The CDC announced that we're down to our last effective antibiotic.
I just got out of a telebriefing with the CDC. The atmosphere was not a jovial one. The words "gonorrhea epidemic" were thrown around in ominous tones. No one was up for hanging out after.
Did you know gonorrhea can kill you? It can, and it's also tragically effective at making women infertile. According to her journals, my great aunt Mabel was "barren," and my grandmother always told me it was probably from gonorrhea. The only reason we don't hear about these awful complications more often -- and we instead think of it as a little oops of an infection ("Can I still drink on these antibiotics?" "Yes." "Cool.") -- is because we've been able to kill it early with relative ease.
But over the past decades, gonorrhea has been mowing down our antibiotics. If this was the Olympic 400 IM, gonorrhea would be the Ryan Lochte and our antibiotics would be the guy from Moldova.
The list of effective antibiotics has been dwindling as the bacteria became resistant, and now it's down to one. Five years ago, the CDC said fluoroquinolones were no longer effective, but oral cephalosporins were still a common/easy treatment. Now injected ceftriaxone is the only recommended effective drug we have left. And it has to be given along with either azithromycin or doxycycline.
So, yes, getting gonorrhea now means that you have to go in and get antibiotics through a needle. And then everyone with whom you've had sex in the last 60 days has to get tested, too.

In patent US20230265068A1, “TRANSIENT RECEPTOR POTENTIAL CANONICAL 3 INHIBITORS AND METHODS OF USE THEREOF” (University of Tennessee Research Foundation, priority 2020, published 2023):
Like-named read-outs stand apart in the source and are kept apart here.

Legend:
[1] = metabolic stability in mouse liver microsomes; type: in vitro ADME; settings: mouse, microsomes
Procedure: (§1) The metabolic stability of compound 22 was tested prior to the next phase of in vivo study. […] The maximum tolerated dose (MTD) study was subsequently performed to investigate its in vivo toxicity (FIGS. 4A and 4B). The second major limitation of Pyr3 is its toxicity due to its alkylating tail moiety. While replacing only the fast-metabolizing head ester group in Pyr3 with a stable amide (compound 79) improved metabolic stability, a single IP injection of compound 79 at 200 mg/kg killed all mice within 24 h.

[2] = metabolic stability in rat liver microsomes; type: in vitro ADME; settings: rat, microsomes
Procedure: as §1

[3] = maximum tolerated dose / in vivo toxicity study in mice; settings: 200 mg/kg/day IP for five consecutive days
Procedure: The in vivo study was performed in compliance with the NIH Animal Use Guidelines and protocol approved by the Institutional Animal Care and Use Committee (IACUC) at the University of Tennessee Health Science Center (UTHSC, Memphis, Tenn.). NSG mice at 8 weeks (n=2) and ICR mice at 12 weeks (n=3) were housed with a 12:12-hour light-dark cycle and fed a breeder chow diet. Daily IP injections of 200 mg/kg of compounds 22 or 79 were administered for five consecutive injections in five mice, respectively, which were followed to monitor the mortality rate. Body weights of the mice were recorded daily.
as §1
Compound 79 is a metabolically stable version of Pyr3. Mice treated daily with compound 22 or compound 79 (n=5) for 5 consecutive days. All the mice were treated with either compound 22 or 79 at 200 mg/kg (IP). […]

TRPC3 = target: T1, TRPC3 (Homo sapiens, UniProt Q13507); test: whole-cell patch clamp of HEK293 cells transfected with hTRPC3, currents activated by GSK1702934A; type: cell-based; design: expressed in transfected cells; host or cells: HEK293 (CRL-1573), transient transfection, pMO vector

Once gonorrhea becomes resistant to the last of our cephalosporin antibiotics -- "it's only a matter of time," according to Dr. Gail Bolan, Director of STD Prevention at the CDC in today's announcement -- we will have no treatment. Then when it gets into your bloodstream, it will be lethal.
I always have this sense that someone will figure it out before that time comes, but there is very little research and development going on right now in this area. Dr. Bolan mentioned one set of ongoing clinical trials.
Here is the full CDC Statement. Here is a gonorrhea FAQ that you can post on your Facebook wall. And apart from conducting high-level antibiotic research in your garage or home office, what else can you do?
First, only take antibiotics exactly as prescribed and directed (that's true for any infection). Finish the entire course of the prescription, even if you're feeling better. That will decrease the bacteria's ability to develop resistance.
Also, you can avoid getting gonorrhea. Condoms and regular testing are great, but the only way to definitely not get gonorrhea is to not have sex (with someone who has gonorrhea). I'm not saying this is a call for sex robots. That's not what I'm saying. But if it does lead to advancements in sex robot technology, well, so be it.
And don't not seek treatment because gonorrhea is still stigmatized and means you need an injection. The complications aren't worth it. Sixty-four million people get it every year; 700,000 in the United States alone. You're far from the only person who'll get it, and you'll be fine, just be smart and communicative. We're going to have to start talking a lot more about gonorrhea. Gonorrhea, gonorrhea, gonorrhea.
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